Once you’ve figured out what your goals will be, the next thing to take note of is which social media platforms to be present on. Every platform functions differently. For example, the content you plan on posting may be appropriate on Facebook but not YouTube.
Similarly, just because there are many available social platforms, being on all of them won’t necessarily increase your brand’s exposure. It’s all a matter of knowing on which channels are appropriate for your brand. So you can create a longform post about office productivity on LinkedIn, but longform might not be the most appropriate content on Facebook.
There’s no limit to how many platforms you can be on either. You can be on Facebook, Twitter, Instagram, and YouTube if it suits your brand and the content you post is appropriate on the platform. So your brand can post a video on Instagram that’s shorter than ten seconds, while your videos on YouTube can last up to ten minutes. It’s all about knowing how the audiences on each platform behave, as well as how you can create appropriate content for each platform.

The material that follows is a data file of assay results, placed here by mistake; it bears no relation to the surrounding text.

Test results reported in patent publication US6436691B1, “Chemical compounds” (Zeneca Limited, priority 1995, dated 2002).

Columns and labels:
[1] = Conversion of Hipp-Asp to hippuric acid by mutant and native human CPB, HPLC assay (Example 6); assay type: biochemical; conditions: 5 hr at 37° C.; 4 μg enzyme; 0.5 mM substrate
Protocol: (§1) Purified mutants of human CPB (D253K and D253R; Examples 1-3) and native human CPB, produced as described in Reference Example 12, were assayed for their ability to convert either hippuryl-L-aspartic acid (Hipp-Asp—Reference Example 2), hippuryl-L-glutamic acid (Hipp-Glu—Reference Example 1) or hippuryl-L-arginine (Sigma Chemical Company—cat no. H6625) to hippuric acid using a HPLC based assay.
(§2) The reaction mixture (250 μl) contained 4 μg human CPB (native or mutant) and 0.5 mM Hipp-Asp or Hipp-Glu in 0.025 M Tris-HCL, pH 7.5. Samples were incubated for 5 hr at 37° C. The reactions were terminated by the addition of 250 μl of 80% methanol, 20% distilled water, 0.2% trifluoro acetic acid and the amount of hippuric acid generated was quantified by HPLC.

Seeing how your competition is performing on social media
Your competitors are likely on social media as well, and seeing their performance is as vital as knowing your social media goals. Take note of your contenders’ content—photos, videos, or status updates they post, how often they post, how many followers they have per social media platform, and what social media channels they’re on, and how many people engage with their content including likes, comments, and shares.
Once you have all this information, brainstorm methods of creating content that’s more relevant and captivating than your competitors. Think about how often you should post compared to your contenders, and how consistently you should post.
Creating compelling content
This is always easier said than done. There’s a lot of thought put into creating content, but letting your creativity fly. At the end of the day, what matters is finding what works well for your target audience. Create different kinds of content—photos, videos, GIFs, text posts, and so on.